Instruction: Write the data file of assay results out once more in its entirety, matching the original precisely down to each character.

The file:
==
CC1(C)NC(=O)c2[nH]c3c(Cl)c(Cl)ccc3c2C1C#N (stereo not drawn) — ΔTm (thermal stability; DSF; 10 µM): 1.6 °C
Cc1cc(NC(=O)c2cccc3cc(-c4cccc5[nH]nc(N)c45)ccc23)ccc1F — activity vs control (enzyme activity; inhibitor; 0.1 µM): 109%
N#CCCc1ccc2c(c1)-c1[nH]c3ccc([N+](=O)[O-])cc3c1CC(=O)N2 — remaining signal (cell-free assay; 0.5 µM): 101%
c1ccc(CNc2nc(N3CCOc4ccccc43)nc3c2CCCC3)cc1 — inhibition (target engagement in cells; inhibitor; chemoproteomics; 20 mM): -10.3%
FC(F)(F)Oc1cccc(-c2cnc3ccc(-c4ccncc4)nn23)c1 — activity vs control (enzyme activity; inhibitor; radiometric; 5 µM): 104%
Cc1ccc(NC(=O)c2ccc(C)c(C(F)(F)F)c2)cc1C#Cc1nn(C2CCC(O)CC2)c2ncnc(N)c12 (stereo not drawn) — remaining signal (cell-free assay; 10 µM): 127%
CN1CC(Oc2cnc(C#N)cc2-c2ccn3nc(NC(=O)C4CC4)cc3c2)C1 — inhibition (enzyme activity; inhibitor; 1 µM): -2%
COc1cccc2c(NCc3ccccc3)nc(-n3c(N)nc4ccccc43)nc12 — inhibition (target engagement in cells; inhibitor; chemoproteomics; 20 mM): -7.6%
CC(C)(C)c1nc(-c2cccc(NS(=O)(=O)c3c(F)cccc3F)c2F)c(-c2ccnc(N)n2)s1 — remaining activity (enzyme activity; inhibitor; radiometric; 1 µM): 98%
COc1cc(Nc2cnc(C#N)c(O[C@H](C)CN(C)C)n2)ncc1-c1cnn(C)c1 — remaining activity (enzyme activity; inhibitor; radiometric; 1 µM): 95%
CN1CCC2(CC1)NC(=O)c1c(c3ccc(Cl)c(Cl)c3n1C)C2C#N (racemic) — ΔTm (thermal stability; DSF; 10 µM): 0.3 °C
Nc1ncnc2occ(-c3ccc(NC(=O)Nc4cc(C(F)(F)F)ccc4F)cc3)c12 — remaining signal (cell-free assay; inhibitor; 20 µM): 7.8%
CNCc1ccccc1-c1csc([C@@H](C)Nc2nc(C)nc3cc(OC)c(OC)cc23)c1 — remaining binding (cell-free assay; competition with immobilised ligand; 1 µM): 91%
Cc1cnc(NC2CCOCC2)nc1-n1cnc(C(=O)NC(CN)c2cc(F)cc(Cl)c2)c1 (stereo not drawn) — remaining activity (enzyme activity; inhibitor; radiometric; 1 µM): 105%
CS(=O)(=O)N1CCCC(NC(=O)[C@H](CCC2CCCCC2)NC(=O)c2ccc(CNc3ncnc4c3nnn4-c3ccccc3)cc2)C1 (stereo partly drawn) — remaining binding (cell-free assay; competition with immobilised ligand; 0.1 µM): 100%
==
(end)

CC1(C)NC(=O)c2[nH]c3c(Cl)c(Cl)ccc3c2C1C#N (stereo not drawn) — ΔTm (thermal stability; DSF; 10 µM): 1.6 °C
Cc1cc(NC(=O)c2cccc3cc(-c4cccc5[nH]nc(N)c45)ccc23)ccc1F — activity vs control (enzyme activity; inhibitor; 0.1 µM): 109%
N#CCCc1ccc2c(c1)-c1[nH]c3ccc([N+](=O)[O-])cc3c1CC(=O)N2 — remaining signal (cell-free assay; 0.5 µM): 101%
c1ccc(CNc2nc(N3CCOc4ccccc43)nc3c2CCCC3)cc1 — inhibition (target engagement in cells; inhibitor; chemoproteomics; 20 mM): -10.3%
FC(F)(F)Oc1cccc(-c2cnc3ccc(-c4ccncc4)nn23)c1 — activity vs control (enzyme activity; inhibitor; radiometric; 5 µM): 104%
Cc1ccc(NC(=O)c2ccc(C)c(C(F)(F)F)c2)cc1C#Cc1nn(C2CCC(O)CC2)c2ncnc(N)c12 (stereo not drawn) — remaining signal (cell-free assay; 10 µM): 127%
CN1CC(Oc2cnc(C#N)cc2-c2ccn3nc(NC(=O)C4CC4)cc3c2)C1 — inhibition (enzyme activity; inhibitor; 1 µM): -2%
COc1cccc2c(NCc3ccccc3)nc(-n3c(N)nc4ccccc43)nc12 — inhibition (target engagement in cells; inhibitor; chemoproteomics; 20 mM): -7.6%
CC(C)(C)c1nc(-c2cccc(NS(=O)(=O)c3c(F)cccc3F)c2F)c(-c2ccnc(N)n2)s1 — remaining activity (enzyme activity; inhibitor; radiometric; 1 µM): 98%
COc1cc(Nc2cnc(C#N)c(O[C@H](C)CN(C)C)n2)ncc1-c1cnn(C)c1 — remaining activity (enzyme activity; inhibitor; radiometric; 1 µM): 95%
CN1CCC2(CC1)NC(=O)c1c(c3ccc(Cl)c(Cl)c3n1C)C2C#N (racemic) — ΔTm (thermal stability; DSF; 10 µM): 0.3 °C
Nc1ncnc2occ(-c3ccc(NC(=O)Nc4cc(C(F)(F)F)ccc4F)cc3)c12 — remaining signal (cell-free assay; inhibitor; 20 µM): 7.8%
CNCc1ccccc1-c1csc([C@@H](C)Nc2nc(C)nc3cc(OC)c(OC)cc23)c1 — remaining binding (cell-free assay; competition with immobilised ligand; 1 µM): 91%
Cc1cnc(NC2CCOCC2)nc1-n1cnc(C(=O)NC(CN)c2cc(F)cc(Cl)c2)c1 (stereo not drawn) — remaining activity (enzyme activity; inhibitor; radiometric; 1 µM): 105%
CS(=O)(=O)N1CCCC(NC(=O)[C@H](CCC2CCCCC2)NC(=O)c2ccc(CNc3ncnc4c3nnn4-c3ccccc3)cc2)C1 (stereo partly drawn) — remaining binding (cell-free assay; competition with immobilised ligand; 0.1 µM): 100%